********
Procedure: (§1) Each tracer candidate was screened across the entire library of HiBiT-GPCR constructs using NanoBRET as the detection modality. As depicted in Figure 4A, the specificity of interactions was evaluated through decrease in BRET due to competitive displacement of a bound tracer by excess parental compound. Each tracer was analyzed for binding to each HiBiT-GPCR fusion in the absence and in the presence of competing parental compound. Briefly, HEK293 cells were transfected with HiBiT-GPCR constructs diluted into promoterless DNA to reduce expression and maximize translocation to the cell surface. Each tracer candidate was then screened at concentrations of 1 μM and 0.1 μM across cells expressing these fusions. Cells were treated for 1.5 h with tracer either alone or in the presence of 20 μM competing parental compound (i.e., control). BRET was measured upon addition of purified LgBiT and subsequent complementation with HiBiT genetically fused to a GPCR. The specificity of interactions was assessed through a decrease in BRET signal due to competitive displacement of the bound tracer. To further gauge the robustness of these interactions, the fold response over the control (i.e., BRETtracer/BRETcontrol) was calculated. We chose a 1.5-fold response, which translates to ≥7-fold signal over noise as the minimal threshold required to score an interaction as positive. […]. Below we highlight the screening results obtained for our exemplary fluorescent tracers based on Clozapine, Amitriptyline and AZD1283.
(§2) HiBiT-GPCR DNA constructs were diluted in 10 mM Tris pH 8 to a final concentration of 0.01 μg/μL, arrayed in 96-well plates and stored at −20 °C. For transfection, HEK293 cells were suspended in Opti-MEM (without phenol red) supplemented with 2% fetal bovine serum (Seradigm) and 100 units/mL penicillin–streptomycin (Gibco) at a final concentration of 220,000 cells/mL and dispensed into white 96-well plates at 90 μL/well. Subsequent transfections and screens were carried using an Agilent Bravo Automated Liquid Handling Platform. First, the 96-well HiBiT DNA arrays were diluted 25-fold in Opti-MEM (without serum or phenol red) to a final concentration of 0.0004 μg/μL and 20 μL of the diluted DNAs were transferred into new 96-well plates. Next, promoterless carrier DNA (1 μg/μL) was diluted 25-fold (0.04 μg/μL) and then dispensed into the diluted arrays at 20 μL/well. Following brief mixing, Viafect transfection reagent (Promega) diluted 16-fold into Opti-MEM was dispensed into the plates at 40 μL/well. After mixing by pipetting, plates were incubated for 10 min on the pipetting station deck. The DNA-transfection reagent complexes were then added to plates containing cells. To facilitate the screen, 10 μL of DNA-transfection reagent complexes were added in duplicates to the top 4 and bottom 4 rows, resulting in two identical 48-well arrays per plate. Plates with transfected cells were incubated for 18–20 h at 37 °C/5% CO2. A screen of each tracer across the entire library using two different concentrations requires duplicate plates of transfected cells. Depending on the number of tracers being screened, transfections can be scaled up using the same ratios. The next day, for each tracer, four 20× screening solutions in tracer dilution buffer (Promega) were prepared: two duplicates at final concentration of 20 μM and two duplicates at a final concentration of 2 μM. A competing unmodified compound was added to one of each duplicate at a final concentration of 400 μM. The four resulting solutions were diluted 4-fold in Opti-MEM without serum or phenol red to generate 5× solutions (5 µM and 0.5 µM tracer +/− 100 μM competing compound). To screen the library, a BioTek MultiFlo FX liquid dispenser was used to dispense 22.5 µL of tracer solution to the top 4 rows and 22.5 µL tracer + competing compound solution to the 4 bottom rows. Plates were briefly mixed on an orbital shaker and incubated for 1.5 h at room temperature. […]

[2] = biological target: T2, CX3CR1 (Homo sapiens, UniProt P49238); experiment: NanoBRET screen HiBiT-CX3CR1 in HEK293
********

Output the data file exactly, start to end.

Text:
Procedure: (§1) Each tracer candidate was screened across the entire library of HiBiT-GPCR constructs using NanoBRET as the detection modality. As depicted in Figure 4A, the specificity of interactions was evaluated through decrease in BRET due to competitive displacement of a bound tracer by excess parental compound. Each tracer was analyzed for binding to each HiBiT-GPCR fusion in the absence and in the presence of competing parental compound. Briefly, HEK293 cells were transfected with HiBiT-GPCR constructs diluted into promoterless DNA to reduce expression and maximize translocation to the cell surface. Each tracer candidate was then screened at concentrations of 1 μM and 0.1 μM across cells expressing these fusions. Cells were treated for 1.5 h with tracer either alone or in the presence of 20 μM competing parental compound (i.e., control). BRET was measured upon addition of purified LgBiT and subsequent complementation with HiBiT genetically fused to a GPCR. The specificity of interactions was assessed through a decrease in BRET signal due to competitive displacement of the bound tracer. To further gauge the robustness of these interactions, the fold response over the control (i.e., BRETtracer/BRETcontrol) was calculated. We chose a 1.5-fold response, which translates to ≥7-fold signal over noise as the minimal threshold required to score an interaction as positive. […]. Below we highlight the screening results obtained for our exemplary fluorescent tracers based on Clozapine, Amitriptyline and AZD1283.
(§2) HiBiT-GPCR DNA constructs were diluted in 10 mM Tris pH 8 to a final concentration of 0.01 μg/μL, arrayed in 96-well plates and stored at −20 °C. For transfection, HEK293 cells were suspended in Opti-MEM (without phenol red) supplemented with 2% fetal bovine serum (Seradigm) and 100 units/mL penicillin–streptomycin (Gibco) at a final concentration of 220,000 cells/mL and dispensed into white 96-well plates at 90 μL/well. Subsequent transfections and screens were carried using an Agilent Bravo Automated Liquid Handling Platform. First, the 96-well HiBiT DNA arrays were diluted 25-fold in Opti-MEM (without serum or phenol red) to a final concentration of 0.0004 μg/μL and 20 μL of the diluted DNAs were transferred into new 96-well plates. Next, promoterless carrier DNA (1 μg/μL) was diluted 25-fold (0.04 μg/μL) and then dispensed into the diluted arrays at 20 μL/well. Following brief mixing, Viafect transfection reagent (Promega) diluted 16-fold into Opti-MEM was dispensed into the plates at 40 μL/well. After mixing by pipetting, plates were incubated for 10 min on the pipetting station deck. The DNA-transfection reagent complexes were then added to plates containing cells. To facilitate the screen, 10 μL of DNA-transfection reagent complexes were added in duplicates to the top 4 and bottom 4 rows, resulting in two identical 48-well arrays per plate. Plates with transfected cells were incubated for 18–20 h at 37 °C/5% CO2. A screen of each tracer across the entire library using two different concentrations requires duplicate plates of transfected cells. Depending on the number of tracers being screened, transfections can be scaled up using the same ratios. The next day, for each tracer, four 20× screening solutions in tracer dilution buffer (Promega) were prepared: two duplicates at final concentration of 20 μM and two duplicates at a final concentration of 2 μM. A competing unmodified compound was added to one of each duplicate at a final concentration of 400 μM. The four resulting solutions were diluted 4-fold in Opti-MEM without serum or phenol red to generate 5× solutions (5 µM and 0.5 µM tracer +/− 100 μM competing compound). To screen the library, a BioTek MultiFlo FX liquid dispenser was used to dispense 22.5 µL of tracer solution to the top 4 rows and 22.5 µL tracer + competing compound solution to the 4 bottom rows. Plates were briefly mixed on an orbital shaker and incubated for 1.5 h at room temperature. […]

[2] = biological target: T2, CX3CR1 (Homo sapiens, UniProt P49238); experiment: NanoBRET screen HiBiT-CX3CR1 in HEK293